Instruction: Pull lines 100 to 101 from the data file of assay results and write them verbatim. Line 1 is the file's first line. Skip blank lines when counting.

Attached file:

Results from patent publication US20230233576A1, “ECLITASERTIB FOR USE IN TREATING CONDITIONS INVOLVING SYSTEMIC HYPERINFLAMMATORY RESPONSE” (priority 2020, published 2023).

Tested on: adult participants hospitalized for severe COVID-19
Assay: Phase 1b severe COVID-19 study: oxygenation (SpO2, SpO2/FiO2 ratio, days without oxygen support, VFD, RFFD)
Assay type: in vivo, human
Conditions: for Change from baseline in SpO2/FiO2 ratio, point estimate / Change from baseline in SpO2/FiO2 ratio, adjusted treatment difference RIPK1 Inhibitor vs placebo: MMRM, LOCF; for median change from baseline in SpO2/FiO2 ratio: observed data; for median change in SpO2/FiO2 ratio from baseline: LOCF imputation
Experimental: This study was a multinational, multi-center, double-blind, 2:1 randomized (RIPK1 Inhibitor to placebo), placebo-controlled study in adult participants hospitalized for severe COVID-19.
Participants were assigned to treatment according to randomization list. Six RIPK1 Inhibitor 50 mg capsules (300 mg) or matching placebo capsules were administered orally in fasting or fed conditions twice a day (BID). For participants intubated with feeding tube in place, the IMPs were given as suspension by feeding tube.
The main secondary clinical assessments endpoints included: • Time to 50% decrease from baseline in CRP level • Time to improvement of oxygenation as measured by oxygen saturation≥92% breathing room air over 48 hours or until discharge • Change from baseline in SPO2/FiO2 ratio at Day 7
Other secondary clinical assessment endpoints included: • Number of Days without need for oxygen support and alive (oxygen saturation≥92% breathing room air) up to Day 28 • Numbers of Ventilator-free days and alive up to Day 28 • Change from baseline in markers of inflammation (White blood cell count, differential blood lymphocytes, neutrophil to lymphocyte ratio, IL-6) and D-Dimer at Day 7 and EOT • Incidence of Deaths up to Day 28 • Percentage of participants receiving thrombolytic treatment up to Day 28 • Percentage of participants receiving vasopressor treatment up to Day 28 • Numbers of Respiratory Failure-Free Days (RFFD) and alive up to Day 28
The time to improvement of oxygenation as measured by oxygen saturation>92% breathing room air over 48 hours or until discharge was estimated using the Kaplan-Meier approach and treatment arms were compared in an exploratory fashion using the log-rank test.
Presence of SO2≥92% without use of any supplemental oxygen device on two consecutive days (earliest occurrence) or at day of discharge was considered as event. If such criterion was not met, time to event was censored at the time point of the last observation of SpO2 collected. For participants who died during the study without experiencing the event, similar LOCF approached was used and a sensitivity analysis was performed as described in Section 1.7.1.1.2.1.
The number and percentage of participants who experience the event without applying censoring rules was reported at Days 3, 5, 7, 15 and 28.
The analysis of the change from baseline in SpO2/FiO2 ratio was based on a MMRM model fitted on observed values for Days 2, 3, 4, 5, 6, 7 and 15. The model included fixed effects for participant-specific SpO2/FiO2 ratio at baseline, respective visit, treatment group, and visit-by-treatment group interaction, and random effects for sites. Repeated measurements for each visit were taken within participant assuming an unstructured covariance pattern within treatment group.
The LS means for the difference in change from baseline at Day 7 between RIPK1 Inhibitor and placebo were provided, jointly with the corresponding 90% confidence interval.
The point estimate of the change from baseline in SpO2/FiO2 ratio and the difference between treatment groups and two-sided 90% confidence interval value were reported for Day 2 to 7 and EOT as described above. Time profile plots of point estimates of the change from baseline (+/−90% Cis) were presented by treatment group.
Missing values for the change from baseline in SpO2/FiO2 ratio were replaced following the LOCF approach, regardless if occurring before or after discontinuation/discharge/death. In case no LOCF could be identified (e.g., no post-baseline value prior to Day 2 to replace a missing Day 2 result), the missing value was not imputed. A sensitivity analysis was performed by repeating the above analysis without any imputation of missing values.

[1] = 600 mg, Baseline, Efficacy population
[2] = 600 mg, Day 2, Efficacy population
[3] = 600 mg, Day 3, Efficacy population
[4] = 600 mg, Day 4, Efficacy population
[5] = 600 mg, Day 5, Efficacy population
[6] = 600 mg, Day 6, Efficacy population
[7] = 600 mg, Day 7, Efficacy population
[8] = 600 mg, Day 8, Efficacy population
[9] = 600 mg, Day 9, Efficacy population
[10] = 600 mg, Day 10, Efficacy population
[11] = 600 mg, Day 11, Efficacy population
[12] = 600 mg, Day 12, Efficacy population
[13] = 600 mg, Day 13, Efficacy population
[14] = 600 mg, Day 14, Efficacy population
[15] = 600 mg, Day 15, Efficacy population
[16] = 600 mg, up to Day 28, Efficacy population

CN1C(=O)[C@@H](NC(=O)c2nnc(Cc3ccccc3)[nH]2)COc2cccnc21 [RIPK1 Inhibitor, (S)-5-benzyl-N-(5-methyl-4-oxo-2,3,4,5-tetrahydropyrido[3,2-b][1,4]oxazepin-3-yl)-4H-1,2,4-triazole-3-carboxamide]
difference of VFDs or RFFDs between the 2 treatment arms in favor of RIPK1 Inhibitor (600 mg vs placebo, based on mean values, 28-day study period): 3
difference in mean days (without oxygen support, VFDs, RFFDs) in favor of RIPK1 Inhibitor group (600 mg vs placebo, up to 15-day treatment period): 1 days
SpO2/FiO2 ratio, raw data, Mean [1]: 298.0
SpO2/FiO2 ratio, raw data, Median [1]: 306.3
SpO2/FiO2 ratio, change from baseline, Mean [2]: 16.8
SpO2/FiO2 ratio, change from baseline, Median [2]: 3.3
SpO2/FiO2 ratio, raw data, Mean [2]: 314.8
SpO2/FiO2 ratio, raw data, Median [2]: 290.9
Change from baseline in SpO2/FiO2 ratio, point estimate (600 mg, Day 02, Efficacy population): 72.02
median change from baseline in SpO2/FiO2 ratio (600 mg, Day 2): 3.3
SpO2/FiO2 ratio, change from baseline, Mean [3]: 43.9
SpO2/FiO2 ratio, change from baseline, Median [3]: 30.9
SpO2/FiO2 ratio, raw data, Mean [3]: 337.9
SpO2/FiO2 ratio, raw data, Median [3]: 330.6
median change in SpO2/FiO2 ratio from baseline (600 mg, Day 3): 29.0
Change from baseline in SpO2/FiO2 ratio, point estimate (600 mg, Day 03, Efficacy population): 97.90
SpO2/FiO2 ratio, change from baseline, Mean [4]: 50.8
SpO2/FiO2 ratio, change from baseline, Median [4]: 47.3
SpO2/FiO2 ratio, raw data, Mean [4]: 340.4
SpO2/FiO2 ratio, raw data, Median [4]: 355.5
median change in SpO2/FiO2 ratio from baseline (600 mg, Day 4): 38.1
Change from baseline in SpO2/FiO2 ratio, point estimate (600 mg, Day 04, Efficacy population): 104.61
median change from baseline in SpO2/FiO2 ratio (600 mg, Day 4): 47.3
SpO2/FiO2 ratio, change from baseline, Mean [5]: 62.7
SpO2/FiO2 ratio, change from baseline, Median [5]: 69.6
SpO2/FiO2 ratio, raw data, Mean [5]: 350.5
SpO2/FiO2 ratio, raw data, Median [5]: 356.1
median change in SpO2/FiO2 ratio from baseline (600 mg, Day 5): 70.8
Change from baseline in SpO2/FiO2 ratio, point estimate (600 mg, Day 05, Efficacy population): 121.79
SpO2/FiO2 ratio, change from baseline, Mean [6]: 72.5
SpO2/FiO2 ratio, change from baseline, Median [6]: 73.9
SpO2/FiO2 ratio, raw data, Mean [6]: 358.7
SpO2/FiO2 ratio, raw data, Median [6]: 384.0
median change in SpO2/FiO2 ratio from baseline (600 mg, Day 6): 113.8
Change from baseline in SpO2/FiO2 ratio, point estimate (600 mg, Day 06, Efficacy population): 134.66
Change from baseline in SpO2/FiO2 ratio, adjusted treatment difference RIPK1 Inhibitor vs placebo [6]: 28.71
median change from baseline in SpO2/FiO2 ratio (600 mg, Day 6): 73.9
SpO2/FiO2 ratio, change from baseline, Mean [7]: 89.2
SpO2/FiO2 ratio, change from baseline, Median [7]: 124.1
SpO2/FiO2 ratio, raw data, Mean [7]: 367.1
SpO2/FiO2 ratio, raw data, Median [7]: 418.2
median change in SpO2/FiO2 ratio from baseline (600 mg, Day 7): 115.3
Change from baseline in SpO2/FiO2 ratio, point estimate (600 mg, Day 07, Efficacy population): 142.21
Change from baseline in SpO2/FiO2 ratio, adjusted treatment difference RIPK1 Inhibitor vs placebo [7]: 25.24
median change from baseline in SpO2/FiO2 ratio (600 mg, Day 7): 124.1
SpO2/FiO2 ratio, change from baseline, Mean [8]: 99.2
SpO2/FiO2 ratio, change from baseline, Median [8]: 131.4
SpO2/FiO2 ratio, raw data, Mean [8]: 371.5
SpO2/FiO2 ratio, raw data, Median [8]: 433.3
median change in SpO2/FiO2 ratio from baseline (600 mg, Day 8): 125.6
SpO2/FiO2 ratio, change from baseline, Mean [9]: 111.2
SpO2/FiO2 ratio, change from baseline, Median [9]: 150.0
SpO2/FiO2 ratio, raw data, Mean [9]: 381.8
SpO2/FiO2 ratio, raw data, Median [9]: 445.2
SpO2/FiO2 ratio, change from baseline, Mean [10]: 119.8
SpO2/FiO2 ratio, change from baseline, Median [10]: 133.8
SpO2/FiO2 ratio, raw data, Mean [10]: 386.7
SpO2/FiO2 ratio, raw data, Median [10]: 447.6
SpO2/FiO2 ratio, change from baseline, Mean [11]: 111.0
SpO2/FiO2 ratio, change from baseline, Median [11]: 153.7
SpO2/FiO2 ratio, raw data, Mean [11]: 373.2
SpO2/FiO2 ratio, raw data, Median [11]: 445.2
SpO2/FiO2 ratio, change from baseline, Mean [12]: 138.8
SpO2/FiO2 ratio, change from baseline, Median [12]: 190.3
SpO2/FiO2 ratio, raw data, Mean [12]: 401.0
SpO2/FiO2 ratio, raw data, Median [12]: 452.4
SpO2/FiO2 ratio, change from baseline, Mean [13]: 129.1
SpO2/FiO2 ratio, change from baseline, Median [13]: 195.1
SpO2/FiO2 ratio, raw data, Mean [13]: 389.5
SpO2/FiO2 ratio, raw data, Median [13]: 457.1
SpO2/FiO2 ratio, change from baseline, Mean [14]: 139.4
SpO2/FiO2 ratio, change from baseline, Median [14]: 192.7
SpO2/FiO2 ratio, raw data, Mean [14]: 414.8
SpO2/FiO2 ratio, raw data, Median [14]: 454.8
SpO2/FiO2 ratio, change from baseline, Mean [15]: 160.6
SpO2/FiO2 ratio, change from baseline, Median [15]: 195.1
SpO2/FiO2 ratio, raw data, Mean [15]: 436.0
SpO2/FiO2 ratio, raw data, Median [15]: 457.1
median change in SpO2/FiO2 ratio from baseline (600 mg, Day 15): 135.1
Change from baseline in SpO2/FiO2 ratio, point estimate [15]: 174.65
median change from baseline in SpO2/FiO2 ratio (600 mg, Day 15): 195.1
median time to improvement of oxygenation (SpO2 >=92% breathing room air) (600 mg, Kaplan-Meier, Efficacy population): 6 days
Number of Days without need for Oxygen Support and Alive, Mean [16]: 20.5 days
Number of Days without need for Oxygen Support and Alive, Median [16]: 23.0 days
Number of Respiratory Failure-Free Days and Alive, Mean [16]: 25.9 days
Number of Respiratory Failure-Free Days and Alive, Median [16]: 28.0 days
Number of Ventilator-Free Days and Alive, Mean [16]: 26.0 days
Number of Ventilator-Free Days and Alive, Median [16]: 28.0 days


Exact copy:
SpO2/FiO2 ratio, change from baseline, Mean [13]: 129.1
SpO2/FiO2 ratio, change from baseline, Median [13]: 195.1